My kids are annoyed they’ve never been to Canada’s Wonderland.

Greg reminds me this is a first world problem as is the fact I was annoyed with him for putting the leftover hamburger patties from dinner, inside the leftover buns so when I try to microwave a burger for lunch tomorrow, I end up with a first-hot, then rock-hard bun. Why can’t he just wrap the patties and buns separately?

First world problem.

Or when the kids informed me after being forced to wear rash-guard t-shirts in the pool to avoid getting a sunburn on their shoulders, “This is the worst day ever!”

Ellie has been offered the chance to go to Wonderland with a friend and Hanna has spent her time crafting careful instructions for how Ellie is permitted to spend her time at the theme park.

Hanna: Ellie, you can’t go on any upside down roller coasters without me.

That doesn’t sound fair at all.

Ellie: I have to go on if my friend and her Mom want me to.

Hanna: You probably shouldn’t bring a bathing suit. It would be too much for you to try to fit in the water park and the rides all in the same day. You wouldn’t be able to enjoy anything if you’re too rushed.

Interesting strategy.

Ellie: I have to Hanna, they’re both on my bucket list.

Hanna storms off.

Ellie: Don’t worry if you don’t get to Wonderland now, you can always take your kids one day.

Hanna yelling from the other room, “My job might take me away and I won’t live close enough to go.”

I love it when she mentions future employment.

Ellie: Mom, I’m going to live right down the street.

Ah, the bum kisser hasn’t lost her touch.

Hanna: My job is going to be in California and I’ll never get to Wonderland.

First world problems.

Hanna and I were hanging some clothes out on the line yesterday after lunch and I used the opportunity to have a quiet conversation with her.

I explained that my back was sore from something I had done the night before (trying to jog when I thought no one was looking and then when I realized someone was looking, trying to sprint because I’m obviously a child–trapped in a young boy’s body).

I asked given the slight twinge in my back if she could put forth her best effort for the rest of the afternoon and try to get along with her sisters.

Her response, “Why did you have kids then?”

And it shocked me a little.

Obviously we had kids to help with laundry, duh.

I remember asking my own Mom the same thing but in a completely different scenario. My thinking was totally justified, “Are you kidding me you won’t buy me that Cabbage Patch doll? Well why did you have kids then???!!!” Then I snapped my leg warmers and stormed away.

It’s a reminder for me that kids don’t see us as flawed individuals despite having too many flaws to list.

Do you have a sore back? We’re supposed to deal with it and move on.

Have you ever wanted a quiet moment to yourself? Why did you have kids if you ever wanted to have a second alone?

Why did you have kids if you wanted to close the bathroom door?

I think I had kids so I could buy a Cabbage Patch doll.

The new school year is just a week away.

We are trying to get the girls back into something resembling a routine by putting them to bed a little earlier and having them eat all of their soggy meals out of overstuffed lunch sacks at tables facing each other.

I asked the girls last night before bed, “Tell me three exciting things about school starting.”

Ellie: Here are the three things I’m not excited about 1) getting up early, 2) going to bed early, 3) seeing my friends… wait, I am excited about seeing my friends.

Hanna: 1) the swim season is starting, 2) that’s all.

Chloe: 1) Wearing a purse everyday (no), 2) Wearing make-up every day (no), 3) Being a mermaid.

I did the ice bucket challenge in support of those suffering from ALS after being nominated by a hateful, torture-loving, ex-friend.

My husband happily volunteered to do the dumping of the ice water after giving up the chance to videotape for fear the kids might miss a drop of water or a rogue cube might not hit my head as squarely as intended.

Here is the video evidence.

https://www.facebook.com/photo.php?v=10154564720950232&set=vb.705845231&type=2&theater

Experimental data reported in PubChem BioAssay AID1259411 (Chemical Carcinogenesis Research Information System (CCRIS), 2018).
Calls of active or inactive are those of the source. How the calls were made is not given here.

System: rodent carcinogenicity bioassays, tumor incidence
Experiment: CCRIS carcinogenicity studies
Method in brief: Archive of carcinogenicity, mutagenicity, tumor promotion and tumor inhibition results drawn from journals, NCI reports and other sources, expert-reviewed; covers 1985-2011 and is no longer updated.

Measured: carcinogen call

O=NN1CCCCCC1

Visit als.ca to donate

I was driving behind a very slow garbage truck yesterday.

It was one of those old, mostly metal, heavy, dirty, dusty looking trucks that carry waste to landfills.

I said aloud, “Please don’t turn, please don’t turn, please don’t turn” and then let out a sigh when his right blinker went on a second before mine.

Hanna asked, “Why don’t you want him to turn Mom?” and I asked her, “Why do you think I might not want him to turn where I’m about to turn. There are two reasons.”

“Because he’ll be really slow?”

Yes, that’s the first.

“Because he’ll throw dirt and stones at our car?”

Very good, that’s the other.

The garbage truck turned very soon after we both journeyed down the same street and in my relief, I started to say, “See ya later S….”

It was a strange moment, me just saying what I was thinking out loud for my kids to hear.

I realized saying “Sucka” didn’t seem appropriate so I stopped myself mid-sentence and changed it to “See ya later Smista” which was meant to sound like mista my made-up slang for mister but sounded a lot more like semester.

I spent the rest of the ride home explaining to the kids what a school semester was.

I took the kids to pick out their new backpacks for school.

I didn’t think there was anything terribly offensive about the backpacks they used the previous school year but it’s tough not to feel obligated to buy new with backpacks dangling from every minivan antennae for miles around.

I figured Ellie would go for something with a lot of swirly, bright colours—check.

Hanna would go for something with animal print or take the sporty-route and Chloe would beg for a backpack despite having had her new back-to-school backpack for over a month and doing a “fashion show” with it every time anyone new walked or drove past the house.

Hanna picked up a backpack that seemed to have a quilted top and within the quilting was a textured pattern of a colourful hamburger, sorry, cheeseburger, enveloping the entire front of the backpack.

“I want this one.”

Sometimes when I’m shopping for an item I let the kids have total control over the choice provided 1) it isn’t ridiculously over-priced and 2) it isn’t a backpack with a hamburger on it.

I told Hanna while I agreed it was totally rad (kids say that right?) it was probably something she would grow tired of and I wasn’t going to buy two backpacks in the same school year unless someone threw up actual hamburgers inside of one of them.

“I won’t get sick of it. This is the one I want.”

The hamburger. Backpack. Is the one you want.
“Yep.”

I explained that there would inevitably be four boys in her class with the burger-pack because it had a bit of a boyish whimsy about it.

She said that made no sense (yup) and that her friend wore a taco costume for Hallowe’en last year and the burger was basically the same.

Wow, we both need to take some courses in negotiating.

The truth is I don’t know why I hated everything about the burger backpack. The tomatoes? The quilted-green lettuce? It had nothing to do with me.